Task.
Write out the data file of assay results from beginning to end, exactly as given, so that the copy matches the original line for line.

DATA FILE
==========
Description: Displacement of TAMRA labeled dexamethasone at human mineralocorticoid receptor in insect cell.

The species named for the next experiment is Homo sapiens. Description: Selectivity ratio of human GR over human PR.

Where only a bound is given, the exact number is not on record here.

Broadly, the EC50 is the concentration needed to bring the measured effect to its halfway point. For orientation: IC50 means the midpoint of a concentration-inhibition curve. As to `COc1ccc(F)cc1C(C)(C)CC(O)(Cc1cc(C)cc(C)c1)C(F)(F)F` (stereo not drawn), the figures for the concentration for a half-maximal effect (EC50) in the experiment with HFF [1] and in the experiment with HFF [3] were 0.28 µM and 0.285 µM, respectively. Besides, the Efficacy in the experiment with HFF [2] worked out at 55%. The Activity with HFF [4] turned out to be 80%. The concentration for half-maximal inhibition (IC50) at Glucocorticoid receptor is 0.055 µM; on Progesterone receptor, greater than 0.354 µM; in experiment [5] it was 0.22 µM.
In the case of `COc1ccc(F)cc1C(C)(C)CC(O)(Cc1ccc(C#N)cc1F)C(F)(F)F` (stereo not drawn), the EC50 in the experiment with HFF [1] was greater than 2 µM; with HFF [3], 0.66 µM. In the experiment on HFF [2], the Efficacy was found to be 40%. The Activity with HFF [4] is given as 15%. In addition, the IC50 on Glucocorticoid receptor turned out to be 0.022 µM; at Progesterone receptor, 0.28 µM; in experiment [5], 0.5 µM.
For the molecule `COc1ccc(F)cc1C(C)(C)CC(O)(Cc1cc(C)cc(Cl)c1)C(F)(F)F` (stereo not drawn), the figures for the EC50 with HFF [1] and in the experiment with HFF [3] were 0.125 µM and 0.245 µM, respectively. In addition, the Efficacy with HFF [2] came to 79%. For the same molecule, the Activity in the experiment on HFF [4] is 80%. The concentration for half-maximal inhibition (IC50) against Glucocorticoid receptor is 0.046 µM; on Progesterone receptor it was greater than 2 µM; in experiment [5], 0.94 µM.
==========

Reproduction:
Description: Displacement of TAMRA labeled dexamethasone at human mineralocorticoid receptor in insect cell.

The species named for the next experiment is Homo sapiens. Description: Selectivity ratio of human GR over human PR.

Where only a bound is given, the exact number is not on record here.

Broadly, the EC50 is the concentration needed to bring the measured effect to its halfway point. For orientation: IC50 means the midpoint of a concentration-inhibition curve. As to `COc1ccc(F)cc1C(C)(C)CC(O)(Cc1cc(C)cc(C)c1)C(F)(F)F` (stereo not drawn), the figures for the concentration for a half-maximal effect (EC50) in the experiment with HFF [1] and in the experiment with HFF [3] were 0.28 µM and 0.285 µM, respectively. Besides, the Efficacy in the experiment with HFF [2] worked out at 55%. The Activity with HFF [4] turned out to be 80%. The concentration for half-maximal inhibition (IC50) at Glucocorticoid receptor is 0.055 µM; on Progesterone receptor, greater than 0.354 µM; in experiment [5] it was 0.22 µM.
In the case of `COc1ccc(F)cc1C(C)(C)CC(O)(Cc1ccc(C#N)cc1F)C(F)(F)F` (stereo not drawn), the EC50 in the experiment with HFF [1] was greater than 2 µM; with HFF [3], 0.66 µM. In the experiment on HFF [2], the Efficacy was found to be 40%. The Activity with HFF [4] is given as 15%. In addition, the IC50 on Glucocorticoid receptor turned out to be 0.022 µM; at Progesterone receptor, 0.28 µM; in experiment [5], 0.5 µM.
For the molecule `COc1ccc(F)cc1C(C)(C)CC(O)(Cc1cc(C)cc(Cl)c1)C(F)(F)F` (stereo not drawn), the figures for the EC50 with HFF [1] and in the experiment with HFF [3] were 0.125 µM and 0.245 µM, respectively. In addition, the Efficacy with HFF [2] came to 79%. For the same molecule, the Activity in the experiment on HFF [4] is 80%. The concentration for half-maximal inhibition (IC50) against Glucocorticoid receptor is 0.046 µM; on Progesterone receptor it was greater than 2 µM; in experiment [5], 0.94 µM.